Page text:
Wednesday, February 27, 2008

I will harden Pharaoh's heart

Calvin and I are currently reading Exodus together, and we are now at the passages of the 10 plagues. When I was reading Exo 7:3, where the famous "hardening-of-the-heart" motif is found, this time, I thought of it differently.

I checked the limited resources I have on this verse and the interpretation of it is usually that Yahweh will deliberately make Pharaoh's stubborn so that his glory may be shown. A lot of people have a problem with that. I have a problem with that. But reading it this time, I see a different interpretation. Take a look of what I think and tell me what you think.

I began to read the hardening of Pharaoh's heart as a causal effect, not a purposeful God-intended act. What I mean is this: God heard the cries of the Israelites and it is time to rescue them. He wanted the Israelites to go into the wilderness to worship Him but Pharaoh refused. It will not be good for him to have all his kingdom stalled with his all slaves out of Egypt not working. But God wanted Pharaoh to know that He is God. So He shows him his power through Moses and Aaron. However, the more God showed him, the more Pharaoh become adamant and stubborn. The more God did, the more Pharaoh resisted. In this sense, it is not that God has purposefully hardened Pharaoh's heart but the more God revealed who He is, the more Pharaoh rejected him. What God has done, caused Pharaoh to harden his heart. Isn't this reminiscent of man's faith in general?

But, is this "new reading" of mine possible?

Take a look at the following verses in NASB version:

Exodus 7:3-5
3 "But I will harden Pharaoh's heart that I may multiply My signs and My wonders in the land of Egypt. 4 "When Pharaoh does not listen to you, then I will lay My hand on Egypt and bring out My hosts, My people the sons of Israel, from the land of Egypt by great judgments. 5 "The Egyptians shall know that I am the LORD, when I stretch out My hand on Egypt and bring out the sons of Israel from their midst."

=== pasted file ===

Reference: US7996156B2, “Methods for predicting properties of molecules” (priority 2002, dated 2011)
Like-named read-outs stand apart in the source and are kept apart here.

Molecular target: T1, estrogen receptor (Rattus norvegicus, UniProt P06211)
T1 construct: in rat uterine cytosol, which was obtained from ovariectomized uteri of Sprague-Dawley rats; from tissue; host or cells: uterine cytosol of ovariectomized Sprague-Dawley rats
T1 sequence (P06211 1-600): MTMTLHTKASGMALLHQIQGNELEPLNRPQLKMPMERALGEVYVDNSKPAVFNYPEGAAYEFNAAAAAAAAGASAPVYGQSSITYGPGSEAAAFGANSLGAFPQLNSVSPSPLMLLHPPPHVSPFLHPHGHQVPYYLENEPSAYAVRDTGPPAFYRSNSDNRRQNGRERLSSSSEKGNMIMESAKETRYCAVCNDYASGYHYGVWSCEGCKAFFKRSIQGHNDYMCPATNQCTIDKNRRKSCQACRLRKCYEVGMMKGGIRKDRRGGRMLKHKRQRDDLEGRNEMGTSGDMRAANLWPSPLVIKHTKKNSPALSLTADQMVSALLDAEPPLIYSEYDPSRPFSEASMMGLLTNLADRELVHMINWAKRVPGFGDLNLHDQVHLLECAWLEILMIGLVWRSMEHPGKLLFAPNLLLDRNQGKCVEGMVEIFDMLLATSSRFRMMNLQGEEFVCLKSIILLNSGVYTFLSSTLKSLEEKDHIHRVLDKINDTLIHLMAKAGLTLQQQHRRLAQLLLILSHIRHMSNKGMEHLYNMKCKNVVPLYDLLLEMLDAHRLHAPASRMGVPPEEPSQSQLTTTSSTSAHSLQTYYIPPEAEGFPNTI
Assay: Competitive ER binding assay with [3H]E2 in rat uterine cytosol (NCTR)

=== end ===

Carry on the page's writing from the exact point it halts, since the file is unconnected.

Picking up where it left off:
Exodus 7:12-14
12 For each one threw down his staff and they turned into serpents. But Aaron's staff swallowed up their staffs. 13 Yet Pharaoh's heart was hardened, and he did not listen to them, as the LORD had said. 14 Then the LORD said to Moses, "Pharaoh's heart is stubborn; he refuses to let the people go.

Exodus 7:16-17
16 "You shall say to him, 'The LORD, the God of the Hebrews, sent me to you, saying, "Let My people go, that they may serve Me in the wilderness. But behold, you have not listened until now." 17 'Thus says the LORD, "By this you shall know that I am the LORD: behold, I will strike the water that is in the Nile with the staff that is in my hand, and it will be turned to blood.

Exodus 7:22-23
22 But the magicians of Egypt did the same with their secret arts; and Pharaoh's heart was hardened, and he did not listen to them, as the LORD had said. 23 Then Pharaoh turned and went into his house with no concern even for this.

Exodus 8:1-2
1 Then the LORD said to Moses, "Go to Pharaoh and say to him, 'Thus says the LORD, "Let My people go, that they may serve Me. 2 "But if you refuse to let them go, behold, I will smite your whole territory with frogs.

Exodus 8:15
15 But when Pharaoh saw that there was relief, he hardened his heart and did not listen to them, as the LORD had said.

If you carry on reading on the subsequent plagues, you will see the same pattern. God showing his power, and it is Pharaoh who hardened his heart because he just refused to believe. Isn't it quite clear?



  1. Hey Pearlie! :) great to "see" you again! How are you!?

    I loved this entry - makes sense to me!!

  2. Thank you, Pearlie! I need to do this with my son - it seems an excellent way to accomplish many good things. I have been unhappy with my understanding of this story for some time. There was something in it this hardening of Pharoah's heart that was not harmonious with other scripture, but who am I to say what God would do? Your perspective seems very reasonable and harmonious with other scripture.

  3. Pearlie,

    There is an old joke series:

    Conjecture: All odd numbers are prime. Mathematician's Proof: 3 is prime. 5 is prime. 7 is prime. By induction, all odd numbers are prime. Physicist's Proof: 3 is prime. 5 is prime. 7 is prime. 9 is experimental error. 11 is prime. 13 is prime ... Engineer's Proof: 3 is prime. 5 is prime. 7 is prime. 9 is prime. 11 is prime. 13 is prime ... Computer Scientists's Proof: 3 is prime. 3 is prime. 3 is prime. 3 is prime...

    Even so with Pharoah. Pharoah hardens his own heart over and over, and God allows this. Then in 10:24 Pharoah relents. Pharoah cries uncle, and tells Moses, "Go and serve your God - just leave the cattle." And now it changes. God hardens Pharoah's heart. 3, 5, and 7 are all prime, but 9 is not. Pharoah hardens his own heart several times, but eventually, when Pharoah almost relents, God steps in and prevents him.

    He turns the hearts of the kings like rivers.

  4. God created man with free will from Adam to you and I and beyond.

  5. hi pearlie,

    I wrote out a very, very long comment, but I didn't dare post it just yet for fear that it might be too long. Do let me know if it's ok to put it here, and then I will (unless I change my mind and think it wasn't worth it!)

  6. Hi Randi - good to "see" you too! How have you been? Let me get over to your end shortly.

  7. Missy,